-You said once that reporters are born and not made, what do you mean by that?
-Reporters have a burning desire that drives them towards the truth and to tell the story. They: hear it, they recognise it and they are drawn to what is news and what is factual. It’s a burning desire to understand the world and to tell the story, and I don’t think you can teach that to someone. You are either born with it or not, a curiosity about the world that is never satisfied. Look at all of you: you are smart and curious, you work many hours a day and yet you come back for more the next day.
-What is the biggest realization you had from all those years of working as a reporter?
-That just when you think you know something you realize you know nothing. There is always something you can learn.
-What are the principles that you follow in life?
-To be honest, to be fair, to listen and to care what people have to say. To tell the truth as best as I can and to treat people the way I want to be treated, and to respect them as I want to be respected.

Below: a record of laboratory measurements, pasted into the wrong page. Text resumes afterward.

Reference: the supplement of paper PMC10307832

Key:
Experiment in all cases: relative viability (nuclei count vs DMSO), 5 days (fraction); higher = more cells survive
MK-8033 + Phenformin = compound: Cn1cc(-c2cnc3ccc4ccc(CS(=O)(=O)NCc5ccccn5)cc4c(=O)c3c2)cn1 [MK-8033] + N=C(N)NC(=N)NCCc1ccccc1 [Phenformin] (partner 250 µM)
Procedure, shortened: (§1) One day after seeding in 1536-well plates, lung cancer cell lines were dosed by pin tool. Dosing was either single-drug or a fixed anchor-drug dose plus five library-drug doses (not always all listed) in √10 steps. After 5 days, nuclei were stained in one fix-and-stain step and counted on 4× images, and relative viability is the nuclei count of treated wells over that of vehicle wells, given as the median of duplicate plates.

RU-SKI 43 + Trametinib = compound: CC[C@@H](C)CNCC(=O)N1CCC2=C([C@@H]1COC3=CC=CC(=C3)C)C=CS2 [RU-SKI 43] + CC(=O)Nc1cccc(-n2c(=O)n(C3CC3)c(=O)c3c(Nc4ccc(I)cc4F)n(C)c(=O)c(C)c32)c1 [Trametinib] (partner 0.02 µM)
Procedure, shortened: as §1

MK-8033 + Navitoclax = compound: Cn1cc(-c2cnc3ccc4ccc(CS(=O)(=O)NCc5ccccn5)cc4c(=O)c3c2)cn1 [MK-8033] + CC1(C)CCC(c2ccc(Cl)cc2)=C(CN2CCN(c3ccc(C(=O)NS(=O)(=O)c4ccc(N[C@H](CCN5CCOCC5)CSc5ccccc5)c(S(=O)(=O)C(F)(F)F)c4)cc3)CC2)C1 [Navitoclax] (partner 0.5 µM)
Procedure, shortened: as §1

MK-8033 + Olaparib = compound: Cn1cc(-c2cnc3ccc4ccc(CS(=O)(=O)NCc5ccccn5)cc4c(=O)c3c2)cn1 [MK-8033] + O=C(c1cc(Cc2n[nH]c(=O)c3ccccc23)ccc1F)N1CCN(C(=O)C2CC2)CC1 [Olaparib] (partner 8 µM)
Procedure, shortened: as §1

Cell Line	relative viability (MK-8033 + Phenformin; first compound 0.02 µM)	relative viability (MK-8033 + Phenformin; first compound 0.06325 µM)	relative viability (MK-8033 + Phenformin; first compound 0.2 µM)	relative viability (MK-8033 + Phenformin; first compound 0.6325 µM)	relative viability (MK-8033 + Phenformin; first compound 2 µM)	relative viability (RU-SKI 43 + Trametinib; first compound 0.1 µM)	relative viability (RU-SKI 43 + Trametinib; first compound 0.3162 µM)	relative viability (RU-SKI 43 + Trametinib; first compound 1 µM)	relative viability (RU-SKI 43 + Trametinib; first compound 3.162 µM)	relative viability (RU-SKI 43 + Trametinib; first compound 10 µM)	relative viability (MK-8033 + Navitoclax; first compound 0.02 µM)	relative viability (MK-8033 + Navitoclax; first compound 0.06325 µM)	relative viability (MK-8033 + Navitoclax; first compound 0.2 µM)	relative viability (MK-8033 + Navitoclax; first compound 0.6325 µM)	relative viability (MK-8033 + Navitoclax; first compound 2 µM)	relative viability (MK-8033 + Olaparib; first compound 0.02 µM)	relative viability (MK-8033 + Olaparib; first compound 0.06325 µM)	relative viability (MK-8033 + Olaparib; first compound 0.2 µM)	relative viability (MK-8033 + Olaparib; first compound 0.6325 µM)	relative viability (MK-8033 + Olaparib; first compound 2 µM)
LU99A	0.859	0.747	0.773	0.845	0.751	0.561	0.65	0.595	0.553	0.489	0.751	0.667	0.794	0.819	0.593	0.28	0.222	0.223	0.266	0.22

-Who inspired in your journey to expand yourself and to become a teacher?
-Journalists did. I learned from journalists. When I started out, I learned from people who had been in the business for many years and they taught me. After a while you find that you’re teaching people in the newsroom and they start asking you to this and that. Before you know it you are teaching. Teaching is my way of giving something back to the foundation. Journalism has been very good to me and I want to give something back.
-How would you evaluate the five day course you conducted here in Mongolia?
-The most important thing we established this week I think is: that journalists must understand and speak the language of finance. If we journalists don’t understand the language of finance then we just can’t function as journalists. There is no story where you don’t need to understand it and that’s what we focused on this week and how to write those stories.

Short URL: http://ubpost.mongolnews.mn/?p=1988